Ella Minker
June 03, 2015 3:33 pm

After a grand total of 18 years of eating what some might generously call “not the best diet ever,” and not being too interested in taking part in sports of any kind, I thought it might be time to start putting effort into being healthy. My body was crying out for nutrients and exercise, while my brain was like, “just eat some more crisps and everything will be fine.”  Turns out that is not a great lifestyle choice (duh).

In my quest to end my days as a lazy, unhealthy slob, I turned to the gym. I thought I’d go there a few times, do a bit of exercise and come home again. Loads of people go to the gym – how hard can it be? Little did I know the whole thing can be a totally awkward and, honestly, fairly terrible experience, especially when you’re just getting started and not really in shape yet. If you’re also a gym newbie, be prepared for a very interesting first experience. To help pave the way, I’m sharing all of the thoughts I had during my first trip to the gym.

“What do these machines even do?”

I’m not going to lie, it can be pretty intimidating walking into a gym, full of people who look like they know what they’re doing.  I opted for the stationary bikes to start with, since they seemed pretty self-explanatory. While I pedaled away, I was looking around, trying to work out what on earth most of the machines in the room were even for.

I know that if you join a gym, most places will give you an introduction, showing you how to use all the equipment and also some places will help you find a work out routine that suits what you want to achieve with your fitness. If your gym offers this, I recommend that you take them up on it, since I spent most of my first gym session on exercise bike, looking confused. I probably should have at least done a Google search before going, so I didn’t turn up totally clueless. But lesson learned: Gyms are confusing. 

“Am I really THIS out of shape?”

I went into the gym thinking it would be a total breeze, and I’d look like a model in an advert for a gym. I literally have no idea why I thought I would strut into the gym and suddenly gain all the athletic traits that I never had growing up. I think wearing trainers makes my brain think weird things. “You have the fitness of an Olympic marathon runner!”… Shut up trainer brain.

After about ten minutes of pedaling, my whole face was as red as Taylor Swift’s favorite lipstick, and I think the whole gym could hear my heavy breathing — I was surprised no one alerted a medical team; it was pretty bad. Everyone else seemed to be making exercise look so easy, I wondered if I accidentally turned up on pro night. But no, I hadn’t. I was just deluded in thinking fitness comes from nowhere. Turns out you have to work at it. After a few visits, I started to see improvements, and it’s really worth keeping it up for that feeling!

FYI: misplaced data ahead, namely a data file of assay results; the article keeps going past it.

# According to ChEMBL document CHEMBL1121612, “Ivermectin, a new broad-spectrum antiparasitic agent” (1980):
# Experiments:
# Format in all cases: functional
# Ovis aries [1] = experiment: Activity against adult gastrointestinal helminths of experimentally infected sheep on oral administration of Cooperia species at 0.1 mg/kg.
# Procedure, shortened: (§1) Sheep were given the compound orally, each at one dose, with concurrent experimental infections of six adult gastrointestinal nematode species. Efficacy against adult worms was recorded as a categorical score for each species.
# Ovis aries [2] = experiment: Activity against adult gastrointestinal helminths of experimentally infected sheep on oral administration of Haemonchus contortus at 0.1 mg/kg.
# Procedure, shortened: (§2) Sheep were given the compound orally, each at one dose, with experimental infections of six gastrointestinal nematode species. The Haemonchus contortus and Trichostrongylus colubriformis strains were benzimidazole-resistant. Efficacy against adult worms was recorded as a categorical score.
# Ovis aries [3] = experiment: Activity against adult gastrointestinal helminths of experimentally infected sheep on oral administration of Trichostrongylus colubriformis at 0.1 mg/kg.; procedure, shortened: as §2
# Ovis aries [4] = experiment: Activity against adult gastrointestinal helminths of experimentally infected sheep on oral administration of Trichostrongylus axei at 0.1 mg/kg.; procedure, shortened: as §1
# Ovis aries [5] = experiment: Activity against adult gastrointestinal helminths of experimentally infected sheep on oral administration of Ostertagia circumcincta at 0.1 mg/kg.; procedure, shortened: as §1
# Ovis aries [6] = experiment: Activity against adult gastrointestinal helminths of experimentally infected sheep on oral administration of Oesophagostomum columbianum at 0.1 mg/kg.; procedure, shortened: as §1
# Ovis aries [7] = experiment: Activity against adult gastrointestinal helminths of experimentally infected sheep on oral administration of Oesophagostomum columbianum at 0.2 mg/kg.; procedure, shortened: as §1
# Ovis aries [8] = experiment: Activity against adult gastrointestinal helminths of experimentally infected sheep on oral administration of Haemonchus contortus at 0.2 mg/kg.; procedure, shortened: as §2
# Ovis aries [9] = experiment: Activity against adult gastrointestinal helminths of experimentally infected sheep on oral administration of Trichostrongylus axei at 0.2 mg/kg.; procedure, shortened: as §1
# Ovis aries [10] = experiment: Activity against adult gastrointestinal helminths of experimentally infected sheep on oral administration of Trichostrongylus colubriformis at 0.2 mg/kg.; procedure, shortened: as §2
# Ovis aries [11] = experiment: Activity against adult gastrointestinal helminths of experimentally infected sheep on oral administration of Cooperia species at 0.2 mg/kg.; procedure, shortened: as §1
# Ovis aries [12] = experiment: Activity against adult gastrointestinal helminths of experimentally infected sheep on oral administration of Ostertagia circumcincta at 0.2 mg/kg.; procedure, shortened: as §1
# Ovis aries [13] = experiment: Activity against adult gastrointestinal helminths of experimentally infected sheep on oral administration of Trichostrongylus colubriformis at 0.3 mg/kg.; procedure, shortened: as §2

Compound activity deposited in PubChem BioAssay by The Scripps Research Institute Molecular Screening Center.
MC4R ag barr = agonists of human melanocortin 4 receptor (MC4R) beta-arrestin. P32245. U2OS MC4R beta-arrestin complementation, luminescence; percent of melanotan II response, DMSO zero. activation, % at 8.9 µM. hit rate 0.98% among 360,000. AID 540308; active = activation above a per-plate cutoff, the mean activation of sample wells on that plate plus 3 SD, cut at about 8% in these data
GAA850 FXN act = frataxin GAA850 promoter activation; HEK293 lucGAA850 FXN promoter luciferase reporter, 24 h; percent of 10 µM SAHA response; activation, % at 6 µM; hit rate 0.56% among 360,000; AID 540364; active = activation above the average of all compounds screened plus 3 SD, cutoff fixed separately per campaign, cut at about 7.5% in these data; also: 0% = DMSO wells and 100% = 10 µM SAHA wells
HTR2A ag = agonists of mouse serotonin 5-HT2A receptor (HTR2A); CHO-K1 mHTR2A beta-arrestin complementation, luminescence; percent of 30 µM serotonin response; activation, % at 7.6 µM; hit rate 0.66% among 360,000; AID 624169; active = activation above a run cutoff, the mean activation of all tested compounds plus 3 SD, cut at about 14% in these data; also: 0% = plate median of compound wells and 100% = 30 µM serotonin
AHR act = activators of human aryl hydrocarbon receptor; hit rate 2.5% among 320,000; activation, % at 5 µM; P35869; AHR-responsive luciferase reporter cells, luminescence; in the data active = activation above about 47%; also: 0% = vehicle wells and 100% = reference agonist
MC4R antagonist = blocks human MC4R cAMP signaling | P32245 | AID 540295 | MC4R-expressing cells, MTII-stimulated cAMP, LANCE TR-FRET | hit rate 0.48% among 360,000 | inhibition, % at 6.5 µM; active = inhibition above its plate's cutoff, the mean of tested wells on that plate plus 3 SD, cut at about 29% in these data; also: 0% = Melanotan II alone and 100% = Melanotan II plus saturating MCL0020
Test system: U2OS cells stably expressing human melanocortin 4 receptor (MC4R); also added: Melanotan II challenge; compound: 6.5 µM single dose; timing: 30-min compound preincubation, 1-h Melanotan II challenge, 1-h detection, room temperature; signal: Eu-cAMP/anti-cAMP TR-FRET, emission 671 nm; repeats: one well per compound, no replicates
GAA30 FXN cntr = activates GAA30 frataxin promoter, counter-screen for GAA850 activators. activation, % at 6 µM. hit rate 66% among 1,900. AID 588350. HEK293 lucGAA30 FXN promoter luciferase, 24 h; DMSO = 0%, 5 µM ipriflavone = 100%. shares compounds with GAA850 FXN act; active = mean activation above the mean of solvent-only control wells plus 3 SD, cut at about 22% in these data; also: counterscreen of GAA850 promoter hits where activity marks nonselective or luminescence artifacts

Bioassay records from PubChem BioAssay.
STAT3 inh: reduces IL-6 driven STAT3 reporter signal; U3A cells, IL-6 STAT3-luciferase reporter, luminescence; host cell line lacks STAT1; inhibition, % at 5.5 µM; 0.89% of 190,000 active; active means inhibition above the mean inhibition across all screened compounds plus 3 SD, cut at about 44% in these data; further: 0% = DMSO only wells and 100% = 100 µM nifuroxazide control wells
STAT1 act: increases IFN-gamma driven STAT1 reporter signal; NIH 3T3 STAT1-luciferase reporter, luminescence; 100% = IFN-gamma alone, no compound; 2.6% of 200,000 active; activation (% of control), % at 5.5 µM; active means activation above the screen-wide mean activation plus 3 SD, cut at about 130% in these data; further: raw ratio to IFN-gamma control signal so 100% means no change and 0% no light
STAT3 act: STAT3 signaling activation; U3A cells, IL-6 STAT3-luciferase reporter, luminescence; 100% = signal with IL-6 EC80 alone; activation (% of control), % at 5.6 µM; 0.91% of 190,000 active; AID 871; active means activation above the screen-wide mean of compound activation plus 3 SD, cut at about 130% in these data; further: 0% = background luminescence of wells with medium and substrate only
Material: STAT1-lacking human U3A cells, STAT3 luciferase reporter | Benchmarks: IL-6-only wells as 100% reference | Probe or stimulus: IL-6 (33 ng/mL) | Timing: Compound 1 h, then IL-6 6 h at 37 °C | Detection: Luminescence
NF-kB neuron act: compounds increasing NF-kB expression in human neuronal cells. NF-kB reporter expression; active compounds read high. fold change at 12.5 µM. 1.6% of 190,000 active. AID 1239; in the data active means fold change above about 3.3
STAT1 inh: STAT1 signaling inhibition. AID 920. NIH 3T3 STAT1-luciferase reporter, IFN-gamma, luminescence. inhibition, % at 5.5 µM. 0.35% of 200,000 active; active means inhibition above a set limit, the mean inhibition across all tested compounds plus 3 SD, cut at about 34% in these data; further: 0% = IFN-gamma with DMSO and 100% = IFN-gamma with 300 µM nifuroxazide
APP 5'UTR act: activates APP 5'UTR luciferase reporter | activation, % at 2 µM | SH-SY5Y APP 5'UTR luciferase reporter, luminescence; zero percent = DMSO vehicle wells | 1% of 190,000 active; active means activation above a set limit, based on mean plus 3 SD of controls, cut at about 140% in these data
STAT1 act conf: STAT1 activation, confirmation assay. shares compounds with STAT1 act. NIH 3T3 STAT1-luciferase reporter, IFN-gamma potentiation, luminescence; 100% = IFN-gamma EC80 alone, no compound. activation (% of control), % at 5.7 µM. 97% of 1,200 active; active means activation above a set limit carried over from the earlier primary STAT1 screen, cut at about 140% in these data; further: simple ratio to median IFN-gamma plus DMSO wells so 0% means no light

“I should probably have made a playlist for this.”

I didn’t realize how helpful the right music can be when you’re working out! They play music in the gym, but, in my case, it wasn’t great, and I think having some of your favorite upbeat tunes can really motivate you. It’s worth being a little bit organized and putting together a playlist that will get you working hard. It also helps you stop getting bored, so you’ll work out for longer!

“Oh, I wasn’t staring at you! Oops…”

Exercise gets pretty repetitive, and let’s be honest, it can be pretty boring. It’s easy for your mind to blank and before you know it, you find you’ve been accidentally staring at someone while they work out. Awkward! You shoot them a look that says, “I was blankly staring into space, I promise!” The person that thinks you’ve been looking at them for the last five minutes is probably looking back at you with an expression that says, “…what the heck?” So how can you avoid this? Keep your eyes on the machine handles — they usually have great information about your health and your workout, like a heart rate monitor or distance tracker. Or, if your gym has TVs on the wall, that’s a perfect place to focus (or stare blankly at) too. 

“Why did I just make eye contact with a stranger?”

I zone out a lot, it’s easily done.  And as I said before, you may find yourself  accidentally staring at someone without realizing. Then, they turn to look at you, and before you know, awkward accidental eye contact! This is bad enough in everyday life, but for some reason when it happens and exercise is happening, it seems a thousand times more awkward. There will be that horribly awkward few seconds where, for some reason, neither of you look away, whilst your brains process what is happening, and once you’ve recovered, you’ll be very cautious to never look at that area of the room ever again. Eyes on floor guys, eyes on the floor.

“Hey, maybe I’ll get good at this after a while.”

After my first visit, I was fairly shocked at how unfit I was, and no one else seemed to be struggling as much as I was. When you feel like this, it’s tempting to not go again, but don’t be disheartened! Turns out everyone else is just getting on with their own work out, and no matter how much of a fool you think you’ve made of yourself, it’s probably not the case! No one is interested in what you’re doing; they’re focusing on their own work out — and once you get the hang of things, that’s what you’ll be doing too.

(Images via here, here, here, here, here, here, and here.)

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